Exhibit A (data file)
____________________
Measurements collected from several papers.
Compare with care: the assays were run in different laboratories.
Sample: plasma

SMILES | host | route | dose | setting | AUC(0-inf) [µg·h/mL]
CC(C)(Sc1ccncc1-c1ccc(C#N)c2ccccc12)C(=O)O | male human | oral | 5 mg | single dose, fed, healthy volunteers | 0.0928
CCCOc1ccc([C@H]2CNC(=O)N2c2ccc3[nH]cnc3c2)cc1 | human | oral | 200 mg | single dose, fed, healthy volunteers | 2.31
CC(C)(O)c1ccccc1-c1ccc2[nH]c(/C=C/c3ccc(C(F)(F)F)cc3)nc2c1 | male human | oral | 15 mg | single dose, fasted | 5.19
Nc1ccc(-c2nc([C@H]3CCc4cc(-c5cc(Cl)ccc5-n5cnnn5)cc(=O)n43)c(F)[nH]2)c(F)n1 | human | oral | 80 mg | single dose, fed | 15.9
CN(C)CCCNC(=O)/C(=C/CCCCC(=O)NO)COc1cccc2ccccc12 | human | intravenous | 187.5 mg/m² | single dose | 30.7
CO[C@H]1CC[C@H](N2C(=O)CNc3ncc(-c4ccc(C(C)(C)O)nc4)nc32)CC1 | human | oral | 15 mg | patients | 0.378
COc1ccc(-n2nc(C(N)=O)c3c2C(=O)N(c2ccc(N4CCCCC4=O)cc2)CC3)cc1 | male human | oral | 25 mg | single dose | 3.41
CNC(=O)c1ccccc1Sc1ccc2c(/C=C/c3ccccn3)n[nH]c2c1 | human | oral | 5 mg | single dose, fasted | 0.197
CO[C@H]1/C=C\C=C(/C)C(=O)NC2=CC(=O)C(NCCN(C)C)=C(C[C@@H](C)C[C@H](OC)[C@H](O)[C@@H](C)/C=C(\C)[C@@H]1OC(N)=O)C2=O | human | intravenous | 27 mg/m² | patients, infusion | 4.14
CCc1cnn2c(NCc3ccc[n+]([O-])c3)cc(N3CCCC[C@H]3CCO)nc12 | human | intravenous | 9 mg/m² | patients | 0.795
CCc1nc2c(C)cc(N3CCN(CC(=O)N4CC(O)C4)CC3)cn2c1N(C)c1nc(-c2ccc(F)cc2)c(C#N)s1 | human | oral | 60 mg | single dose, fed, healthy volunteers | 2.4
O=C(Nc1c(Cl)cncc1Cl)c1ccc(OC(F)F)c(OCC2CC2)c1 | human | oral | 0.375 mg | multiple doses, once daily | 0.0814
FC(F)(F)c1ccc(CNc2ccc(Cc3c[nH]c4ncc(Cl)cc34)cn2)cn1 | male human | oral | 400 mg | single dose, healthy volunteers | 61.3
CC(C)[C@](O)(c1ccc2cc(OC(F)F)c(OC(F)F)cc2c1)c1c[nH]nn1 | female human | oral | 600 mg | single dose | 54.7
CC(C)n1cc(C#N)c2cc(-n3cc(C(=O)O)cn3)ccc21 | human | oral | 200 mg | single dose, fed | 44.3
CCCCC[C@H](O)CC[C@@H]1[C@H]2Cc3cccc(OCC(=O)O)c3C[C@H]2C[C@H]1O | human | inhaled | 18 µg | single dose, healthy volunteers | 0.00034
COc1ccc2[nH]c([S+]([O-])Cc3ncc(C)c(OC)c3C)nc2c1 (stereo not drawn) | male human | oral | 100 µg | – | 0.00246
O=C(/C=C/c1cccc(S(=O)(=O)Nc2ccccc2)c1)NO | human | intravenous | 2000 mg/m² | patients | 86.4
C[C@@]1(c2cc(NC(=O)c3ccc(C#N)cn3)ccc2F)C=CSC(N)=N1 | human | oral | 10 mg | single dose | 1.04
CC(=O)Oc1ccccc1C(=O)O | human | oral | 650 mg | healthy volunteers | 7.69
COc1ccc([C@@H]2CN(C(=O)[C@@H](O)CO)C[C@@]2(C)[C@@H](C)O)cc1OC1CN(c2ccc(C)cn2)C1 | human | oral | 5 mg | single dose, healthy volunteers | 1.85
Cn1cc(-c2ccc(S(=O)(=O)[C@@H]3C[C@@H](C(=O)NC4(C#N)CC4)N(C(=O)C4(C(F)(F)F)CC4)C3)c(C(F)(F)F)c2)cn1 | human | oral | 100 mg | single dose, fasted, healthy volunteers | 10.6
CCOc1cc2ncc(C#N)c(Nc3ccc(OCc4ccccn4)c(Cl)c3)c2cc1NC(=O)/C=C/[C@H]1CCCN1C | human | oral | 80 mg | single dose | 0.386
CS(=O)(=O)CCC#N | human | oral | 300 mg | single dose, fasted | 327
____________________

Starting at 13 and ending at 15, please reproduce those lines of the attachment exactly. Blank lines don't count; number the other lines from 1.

CO[C@H]1/C=C\C=C(/C)C(=O)NC2=CC(=O)C(NCCN(C)C)=C(C[C@@H](C)C[C@H](OC)[C@H](O)[C@@H](C)/C=C(\C)[C@@H]1OC(N)=O)C2=O | human | intravenous | 27 mg/m² | patients, infusion | 4.14
CCc1cnn2c(NCc3ccc[n+]([O-])c3)cc(N3CCCC[C@H]3CCO)nc12 | human | intravenous | 9 mg/m² | patients | 0.795
CCc1nc2c(C)cc(N3CCN(CC(=O)N4CC(O)C4)CC3)cn2c1N(C)c1nc(-c2ccc(F)cc2)c(C#N)s1 | human | oral | 60 mg | single dose, fed, healthy volunteers | 2.4